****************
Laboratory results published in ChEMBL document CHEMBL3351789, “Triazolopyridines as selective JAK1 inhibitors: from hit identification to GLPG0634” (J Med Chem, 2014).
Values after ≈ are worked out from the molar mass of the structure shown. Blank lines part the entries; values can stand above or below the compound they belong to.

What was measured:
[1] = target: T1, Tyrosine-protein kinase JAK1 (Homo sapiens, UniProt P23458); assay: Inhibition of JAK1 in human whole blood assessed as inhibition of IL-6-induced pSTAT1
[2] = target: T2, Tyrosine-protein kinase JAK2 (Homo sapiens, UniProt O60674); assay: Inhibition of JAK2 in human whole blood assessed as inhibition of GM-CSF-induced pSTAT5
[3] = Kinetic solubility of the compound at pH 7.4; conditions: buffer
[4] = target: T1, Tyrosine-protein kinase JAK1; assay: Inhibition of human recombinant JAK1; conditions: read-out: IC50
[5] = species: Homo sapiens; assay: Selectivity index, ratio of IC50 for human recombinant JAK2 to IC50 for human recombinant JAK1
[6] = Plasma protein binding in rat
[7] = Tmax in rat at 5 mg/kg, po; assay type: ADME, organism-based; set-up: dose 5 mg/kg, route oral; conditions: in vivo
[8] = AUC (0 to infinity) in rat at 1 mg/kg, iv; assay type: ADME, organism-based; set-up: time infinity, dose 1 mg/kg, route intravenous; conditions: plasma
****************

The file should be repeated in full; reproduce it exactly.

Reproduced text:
Laboratory results published in ChEMBL document CHEMBL3351789, “Triazolopyridines as selective JAK1 inhibitors: from hit identification to GLPG0634” (J Med Chem, 2014).
Values after ≈ are worked out from the molar mass of the structure shown. Blank lines part the entries; values can stand above or below the compound they belong to.

What was measured:
[1] = target: T1, Tyrosine-protein kinase JAK1 (Homo sapiens, UniProt P23458); assay: Inhibition of JAK1 in human whole blood assessed as inhibition of IL-6-induced pSTAT1
[2] = target: T2, Tyrosine-protein kinase JAK2 (Homo sapiens, UniProt O60674); assay: Inhibition of JAK2 in human whole blood assessed as inhibition of GM-CSF-induced pSTAT5
[3] = Kinetic solubility of the compound at pH 7.4; conditions: buffer
[4] = target: T1, Tyrosine-protein kinase JAK1; assay: Inhibition of human recombinant JAK1; conditions: read-out: IC50
[5] = species: Homo sapiens; assay: Selectivity index, ratio of IC50 for human recombinant JAK2 to IC50 for human recombinant JAK1
[6] = Plasma protein binding in rat
[7] = Tmax in rat at 5 mg/kg, po; assay type: ADME, organism-based; set-up: dose 5 mg/kg, route oral; conditions: in vivo
[8] = AUC (0 to infinity) in rat at 1 mg/kg, iv; assay type: ADME, organism-based; set-up: time infinity, dose 1 mg/kg, route intravenous; conditions: plasma